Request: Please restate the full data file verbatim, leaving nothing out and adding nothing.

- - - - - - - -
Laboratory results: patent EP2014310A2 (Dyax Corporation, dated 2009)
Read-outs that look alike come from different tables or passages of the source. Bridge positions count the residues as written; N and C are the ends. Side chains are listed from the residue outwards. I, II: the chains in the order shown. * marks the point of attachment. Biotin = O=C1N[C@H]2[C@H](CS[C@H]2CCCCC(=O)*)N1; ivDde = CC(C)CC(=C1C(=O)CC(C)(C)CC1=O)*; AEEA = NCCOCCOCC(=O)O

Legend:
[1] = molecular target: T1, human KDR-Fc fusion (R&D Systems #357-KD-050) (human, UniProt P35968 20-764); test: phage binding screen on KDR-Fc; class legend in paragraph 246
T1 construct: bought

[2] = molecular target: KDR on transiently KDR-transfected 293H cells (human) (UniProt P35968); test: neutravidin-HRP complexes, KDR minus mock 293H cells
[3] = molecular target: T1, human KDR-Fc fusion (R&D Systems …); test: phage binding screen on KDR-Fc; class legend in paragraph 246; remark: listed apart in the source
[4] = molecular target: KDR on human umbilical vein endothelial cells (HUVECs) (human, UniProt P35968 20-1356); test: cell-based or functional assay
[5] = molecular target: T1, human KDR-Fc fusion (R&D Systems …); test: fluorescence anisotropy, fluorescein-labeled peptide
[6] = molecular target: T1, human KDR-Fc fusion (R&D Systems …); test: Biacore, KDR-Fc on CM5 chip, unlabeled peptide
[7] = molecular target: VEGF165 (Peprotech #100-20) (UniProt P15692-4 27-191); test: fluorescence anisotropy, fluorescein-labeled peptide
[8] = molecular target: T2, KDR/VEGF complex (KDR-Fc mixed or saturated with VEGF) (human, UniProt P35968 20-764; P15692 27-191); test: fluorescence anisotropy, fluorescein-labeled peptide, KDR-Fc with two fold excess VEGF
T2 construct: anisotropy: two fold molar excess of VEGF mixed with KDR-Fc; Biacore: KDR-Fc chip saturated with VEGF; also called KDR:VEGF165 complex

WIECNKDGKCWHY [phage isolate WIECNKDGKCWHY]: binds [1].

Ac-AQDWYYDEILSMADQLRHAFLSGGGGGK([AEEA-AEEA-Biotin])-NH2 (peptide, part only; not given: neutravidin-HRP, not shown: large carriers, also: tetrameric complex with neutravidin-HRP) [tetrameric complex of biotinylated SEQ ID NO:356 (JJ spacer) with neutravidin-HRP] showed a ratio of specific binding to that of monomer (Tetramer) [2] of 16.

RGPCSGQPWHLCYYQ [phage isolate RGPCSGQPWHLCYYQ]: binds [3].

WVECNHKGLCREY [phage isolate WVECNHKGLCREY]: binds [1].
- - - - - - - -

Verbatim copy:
Laboratory results: patent EP2014310A2 (Dyax Corporation, dated 2009)
Read-outs that look alike come from different tables or passages of the source. Bridge positions count the residues as written; N and C are the ends. Side chains are listed from the residue outwards. I, II: the chains in the order shown. * marks the point of attachment. Biotin = O=C1N[C@H]2[C@H](CS[C@H]2CCCCC(=O)*)N1; ivDde = CC(C)CC(=C1C(=O)CC(C)(C)CC1=O)*; AEEA = NCCOCCOCC(=O)O

Legend:
[1] = molecular target: T1, human KDR-Fc fusion (R&D Systems #357-KD-050) (human, UniProt P35968 20-764); test: phage binding screen on KDR-Fc; class legend in paragraph 246
T1 construct: bought

[2] = molecular target: KDR on transiently KDR-transfected 293H cells (human) (UniProt P35968); test: neutravidin-HRP complexes, KDR minus mock 293H cells
[3] = molecular target: T1, human KDR-Fc fusion (R&D Systems …); test: phage binding screen on KDR-Fc; class legend in paragraph 246; remark: listed apart in the source
[4] = molecular target: KDR on human umbilical vein endothelial cells (HUVECs) (human, UniProt P35968 20-1356); test: cell-based or functional assay
[5] = molecular target: T1, human KDR-Fc fusion (R&D Systems …); test: fluorescence anisotropy, fluorescein-labeled peptide
[6] = molecular target: T1, human KDR-Fc fusion (R&D Systems …); test: Biacore, KDR-Fc on CM5 chip, unlabeled peptide
[7] = molecular target: VEGF165 (Peprotech #100-20) (UniProt P15692-4 27-191); test: fluorescence anisotropy, fluorescein-labeled peptide
[8] = molecular target: T2, KDR/VEGF complex (KDR-Fc mixed or saturated with VEGF) (human, UniProt P35968 20-764; P15692 27-191); test: fluorescence anisotropy, fluorescein-labeled peptide, KDR-Fc with two fold excess VEGF
T2 construct: anisotropy: two fold molar excess of VEGF mixed with KDR-Fc; Biacore: KDR-Fc chip saturated with VEGF; also called KDR:VEGF165 complex

WIECNKDGKCWHY [phage isolate WIECNKDGKCWHY]: binds [1].

Ac-AQDWYYDEILSMADQLRHAFLSGGGGGK([AEEA-AEEA-Biotin])-NH2 (peptide, part only; not given: neutravidin-HRP, not shown: large carriers, also: tetrameric complex with neutravidin-HRP) [tetrameric complex of biotinylated SEQ ID NO:356 (JJ spacer) with neutravidin-HRP] showed a ratio of specific binding to that of monomer (Tetramer) [2] of 16.

RGPCSGQPWHLCYYQ [phage isolate RGPCSGQPWHLCYYQ]: binds [3].

WVECNHKGLCREY [phage isolate WVECNHKGLCREY]: binds [1].